Argonautica, the only surviving Hellenistic epic, was written by Apollonius Rhodius in the 3rd century BC. It is a re-telling of a far older story about the voyage of Jason and the Argonauts to retrieve the Golden Fleece from Colchis. How old we do not know; but we do know that Odysseus referred to it an old story in Homer’s epic, so the story has certainly been around for thousands of years. As written by Apollonius, the story is enthralling adventure; however, its real strength and impact comes from the love story between Jason and the Colchian princess Medea. This study of love is amongst the first in Western epic tradition. As Columbia Professor Moses Hadas says in the introduction, the Argonautica:
is the first sympathetic psychologic description of the rise of love, and it remains unsurpassed in its kind…The essential innovation is not so much that Apollonius tells his love story well, but that he tells it at such length as to make it central to his epic.
Argonautica is based on Homeric epic style and approach, though it is relatively brief compared to Homer itself. It almost certainly was influenced by Callimachus, as shown by its relative brevity (though Aristotle may claim some influence on its brevity also), its heavy use of aitia, and the extent of Argonautica‘s non-heroic qualities. It’s influence on the Western Canon is substantial, especially on Latin poets including Virgil whose Roman epic, the Aeneid, used Argonautica as a model.
Apollonius Rhodius (lived in the third century BC, we are not sure of precise birth or death years) was librarian at the great library of Alexandria, one of the marvels of the ancient world. Apollonius left us no auto-biographical information about himself, and the few historical sources that do exist with some biographical information on him are incomplete and often at odds. In short, very little is known of him other than he was a Homeric Scholar and that he produced this marvelous work destined to be an all-time classic of the Western Canon.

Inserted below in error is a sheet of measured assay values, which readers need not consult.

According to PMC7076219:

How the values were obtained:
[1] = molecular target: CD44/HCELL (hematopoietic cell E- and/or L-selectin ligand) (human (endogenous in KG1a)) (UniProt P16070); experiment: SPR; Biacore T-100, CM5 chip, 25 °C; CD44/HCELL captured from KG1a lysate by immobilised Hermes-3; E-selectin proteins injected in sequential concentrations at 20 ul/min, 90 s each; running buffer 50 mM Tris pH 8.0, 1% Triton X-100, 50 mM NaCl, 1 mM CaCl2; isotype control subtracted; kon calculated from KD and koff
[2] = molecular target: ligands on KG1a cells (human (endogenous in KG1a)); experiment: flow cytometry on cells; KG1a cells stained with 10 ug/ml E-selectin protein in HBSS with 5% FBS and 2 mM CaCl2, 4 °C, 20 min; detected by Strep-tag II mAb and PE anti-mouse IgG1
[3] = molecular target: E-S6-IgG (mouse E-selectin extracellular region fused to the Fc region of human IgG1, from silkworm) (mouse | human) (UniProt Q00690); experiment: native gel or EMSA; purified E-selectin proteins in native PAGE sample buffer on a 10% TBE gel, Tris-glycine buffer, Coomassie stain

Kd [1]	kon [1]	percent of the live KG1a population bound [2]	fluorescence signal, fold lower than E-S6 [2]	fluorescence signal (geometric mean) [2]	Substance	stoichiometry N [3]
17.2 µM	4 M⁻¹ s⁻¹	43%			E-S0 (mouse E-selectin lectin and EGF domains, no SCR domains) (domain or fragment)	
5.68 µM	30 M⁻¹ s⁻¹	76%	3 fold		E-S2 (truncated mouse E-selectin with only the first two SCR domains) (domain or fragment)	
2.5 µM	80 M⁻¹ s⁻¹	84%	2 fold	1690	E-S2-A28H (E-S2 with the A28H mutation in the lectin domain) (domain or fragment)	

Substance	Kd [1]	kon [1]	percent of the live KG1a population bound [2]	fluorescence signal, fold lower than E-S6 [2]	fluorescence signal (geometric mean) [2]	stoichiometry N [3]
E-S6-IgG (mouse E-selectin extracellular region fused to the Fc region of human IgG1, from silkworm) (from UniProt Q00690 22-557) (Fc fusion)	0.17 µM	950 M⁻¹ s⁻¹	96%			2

This edition of Argonautica from The Limited Editions Club is simply outstanding. Planned and designed by Nina and Elako Eliopoulos of the Aspioti-Elka Graphic Arts Company in Athens, it is large in format, 9 3/8″ x 12 3/4″, with many beautifully done classic style illustrations, in black and brown, by A. Tassos. The eye-catching binding is made of light gray Greek linen divided into panels, with the central panel of the front cover containing a drawing of the Argo by A. Tassos. The page design is attractive with the title in red vertically presented in red outside of the main text block. The original Greek, in Monotype Inclined Greek, is presented on the facing pages from the English translation which is done in Monotype Neo-Didot. My only complaint is I found the text font, which in practice is essentially a constant italic, tiring to read after some period of time. None-the-less, it is a must have edition for any Limited Editions Club or Fine Press collector, and of course for any lovers of Hellenistic or classic works. I find myself saying this very frequently, but it is hard to believe a book of this quality and scale could be produced for the price it was released at; yet the Macy’s accomplished such month after month for year after year. Even now, one can usually find this in near fine or fine condition from $50-100.
About the Edition
- Typographic and decorative plans by Nina and Elako Eliopoulos of the Aspioti-Elka Graphic Arts Company in Athens (where the book was composed and printed) and by A. Tassos
- Translation by Edward P. Coleridge
- Introduction by Moses Hadas (a well known, leading classical scholar of the twentieth century)
- Illustrated with drawings in black and brown by A. Tassos, many as full page illustrations with tint blocks
- Type is Monotype Neo-Didot with Monotype Inclined Greek on the facing pages
- Paper made in Greece
- Binding is a light gray Greek linen divided into panels, and for the central panel of the front cover Mr. Tassos has executed a drawing of the Argo
- 9 3/8″ x 12 3/4″, 330 pages
- Limited to 1500 copies, signed by A. Tassos
Pictures of the Edition
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